Breaking the Bad Stereotypes over Ethnic Groups in Indonesia
The Importance of Mutual Understanding and Shifting Self-Perception
How do you feel when someone slates a lousy stereotype to your place of origin? Most of us would be very annoyed, right? So am I. Stereotypes are generalisations about a group of people, where certain characteristics are given to all members of the group, regardless of the variations that exist in its members. Indonesia, by any means, has some harmful stereotypes for their ethnic counterparts.
The story popped up when I came to Jakarta in the edge of 2017 for the pre-departure of my scholarship. Instead of being blithesome because I could land my feet to the capital city of Indonesia for the second time, my mood suddenly changed when hearing a friend of mine pointing out my ethnic as a ‘stingy’ society.
As a man who grew up and raised in Padang, I must question the prejudice over a ‘stingy’ word because it annoys me.
Truth be told, it’s not the Padang people or Minangnese who are stingy, but it’s the way how to survive in other places seeing the allowance given by parents is only a low amount of money.
Therefore, to see how things go, many of them were trying to be economical. In some extent, people think that the word ‘economical’ as being synonymous with ‘stingy’, and this perception sticks to our society along with the spreading rumours. At present, when strangers see somebody from the land of Minang, the prejudice of ‘stingy’ comes straight away.
Frankly speaking, there are some regions in Indonesia are being generalised too. As the data published by WowShackon May 23, 2019, like ‘student riot’ in South Sulawesi, ‘rude and loud people’ from North Sumatera, ‘gold diggers’ for West Java, even a ‘two-faced people’ in Central Java to name a few.
Those old perceptions are not accurate at all, and if it says so, there is no data so far showing how much the percentage of these assumptions for those regions. It is just merely, to my understanding, a generalisation of one group towards another. As delivered by an American screenwriter and producer Mara Brock Arikil in 2014 with her term ‘a kernel of truth’ with the implicature that stereotype is not an absolute thing.
Unfortunately, stereotype becomes so pervasive in this country where people tend to accept it instead of letting it go. This perception—stereotyping—nowadays becomes a habit and frequently used as a joke by other people.
To make matter worse, due to these perceptions cling to particular groups, it then triggers riot and encourages tension among ethnic groups in Indonesia. As released by IDN times in 2016, some bad effects from the stereotype are the battle among other groups.
The endless numbers of juvenile delinquency that happens in big cities are also rooted in the factor of stereotyping. It is because of the old-conservative thoughts of some students trying to compare one school to have a terrible reputation from another.
Another effect is that somebody will be hard to think out of the box, which may lead to less creativity because they are too afraid of one group. Hope college in 2018 also highlighted the danger of stereotype where it can influence how we think about other people.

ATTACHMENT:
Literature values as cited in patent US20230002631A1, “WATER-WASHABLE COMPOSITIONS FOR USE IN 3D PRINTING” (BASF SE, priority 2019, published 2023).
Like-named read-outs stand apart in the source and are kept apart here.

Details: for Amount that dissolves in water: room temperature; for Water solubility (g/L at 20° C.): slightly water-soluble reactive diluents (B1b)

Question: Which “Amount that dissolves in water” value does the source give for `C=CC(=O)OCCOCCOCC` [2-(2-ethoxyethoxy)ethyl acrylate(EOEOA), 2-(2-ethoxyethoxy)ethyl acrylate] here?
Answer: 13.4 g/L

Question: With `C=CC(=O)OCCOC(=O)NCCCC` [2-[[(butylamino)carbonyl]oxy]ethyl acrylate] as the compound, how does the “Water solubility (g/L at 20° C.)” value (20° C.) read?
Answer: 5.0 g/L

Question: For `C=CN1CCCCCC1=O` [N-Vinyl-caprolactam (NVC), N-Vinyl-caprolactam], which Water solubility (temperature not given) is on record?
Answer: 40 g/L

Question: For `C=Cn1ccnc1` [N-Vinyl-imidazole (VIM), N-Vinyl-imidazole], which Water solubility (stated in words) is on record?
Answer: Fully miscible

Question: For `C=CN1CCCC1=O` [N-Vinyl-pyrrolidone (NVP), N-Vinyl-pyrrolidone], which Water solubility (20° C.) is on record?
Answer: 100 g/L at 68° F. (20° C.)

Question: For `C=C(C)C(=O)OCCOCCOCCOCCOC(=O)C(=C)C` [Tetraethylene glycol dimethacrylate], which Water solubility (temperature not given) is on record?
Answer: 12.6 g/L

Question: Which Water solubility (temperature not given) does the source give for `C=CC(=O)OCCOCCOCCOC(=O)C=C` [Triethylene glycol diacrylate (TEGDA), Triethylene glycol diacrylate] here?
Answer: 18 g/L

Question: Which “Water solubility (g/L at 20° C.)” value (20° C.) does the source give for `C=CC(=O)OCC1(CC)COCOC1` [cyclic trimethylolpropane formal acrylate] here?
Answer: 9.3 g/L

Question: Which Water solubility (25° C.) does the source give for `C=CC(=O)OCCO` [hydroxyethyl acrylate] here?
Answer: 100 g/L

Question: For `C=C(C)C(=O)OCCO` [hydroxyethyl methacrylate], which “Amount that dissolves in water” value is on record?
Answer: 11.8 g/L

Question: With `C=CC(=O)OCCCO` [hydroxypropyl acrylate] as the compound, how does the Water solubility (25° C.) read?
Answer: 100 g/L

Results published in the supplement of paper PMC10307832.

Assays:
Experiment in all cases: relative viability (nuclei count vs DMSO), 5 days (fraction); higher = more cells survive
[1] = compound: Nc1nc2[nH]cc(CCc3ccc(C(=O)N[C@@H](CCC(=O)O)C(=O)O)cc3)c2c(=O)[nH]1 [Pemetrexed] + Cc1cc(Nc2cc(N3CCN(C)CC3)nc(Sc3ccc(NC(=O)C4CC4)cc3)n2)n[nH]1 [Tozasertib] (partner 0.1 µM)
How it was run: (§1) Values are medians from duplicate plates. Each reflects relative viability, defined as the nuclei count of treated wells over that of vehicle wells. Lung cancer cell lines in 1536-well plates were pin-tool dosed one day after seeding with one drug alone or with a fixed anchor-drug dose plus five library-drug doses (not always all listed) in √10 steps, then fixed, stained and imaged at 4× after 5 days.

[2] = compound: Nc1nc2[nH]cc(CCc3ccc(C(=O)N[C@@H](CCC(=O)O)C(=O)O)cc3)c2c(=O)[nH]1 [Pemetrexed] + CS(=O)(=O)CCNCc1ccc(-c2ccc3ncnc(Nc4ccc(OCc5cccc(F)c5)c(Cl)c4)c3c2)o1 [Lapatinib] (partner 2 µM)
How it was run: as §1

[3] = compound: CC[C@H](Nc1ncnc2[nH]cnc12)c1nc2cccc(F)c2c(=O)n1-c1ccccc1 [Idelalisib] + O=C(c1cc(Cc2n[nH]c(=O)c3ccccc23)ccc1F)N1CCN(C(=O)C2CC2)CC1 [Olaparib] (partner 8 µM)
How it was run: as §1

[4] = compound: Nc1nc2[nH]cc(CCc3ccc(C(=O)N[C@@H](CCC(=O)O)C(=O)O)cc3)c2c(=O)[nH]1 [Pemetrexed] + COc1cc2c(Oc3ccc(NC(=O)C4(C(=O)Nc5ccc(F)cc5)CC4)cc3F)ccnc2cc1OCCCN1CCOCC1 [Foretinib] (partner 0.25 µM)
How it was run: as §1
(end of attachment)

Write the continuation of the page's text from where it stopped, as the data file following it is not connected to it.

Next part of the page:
Stereotypes direct our attention toward some things and away from others, affecting what we notice, and what we remember later on. This case, of course, makes someone as a subjective person and think others, outside of their ethnic, are wrong. Someone who possesses the bad stereotype will always be sceptical toward others, and it affects their thoughts.
Even worse, someone will be labelled as ‘katak dalam tempurung ‘or big fish in a little sea. Someone is losing their positivity to someone else just because they come from a different part of regions from others.
To address this issue, even though it takes time, we should learn how to set out our mentality. Even though people may throw a bad image toward others, our mind should be free from that perception. We are the ones who decide whether we have to follow the same attribute or being out from our zone; to learn and to find out the core of this perception.
Furthermore, as delivered by The Conversation in 2018, one way to reduce stereotype is to buffer the threat by shifting self-perceptions to positive group identity or self-affirmation.
If Minang people learn how to be economical seeing the financial status and considered as stingy people, we can learn how the way they build a restaurant and could survive in which anybody else trying to beg. If Central Java being said as two-faced, we should try to imitate how their hard-working could lead to their success.
At the end of the day, as the millennial generation these days or as the person imprisoned by stereotyping, it’s a time to be aware of ourselves. We should be aware of its detrimental effects that could cause us more anxious for that. In doing so, we should have positive thinking over other ethnics without judging them based on their regions instead based on every individual’s attitude and traits.
At last but not least, I love all the people whoever the tribe in Indonesia and I keep on wishing people are getting open-minded and I can predict it is about to change.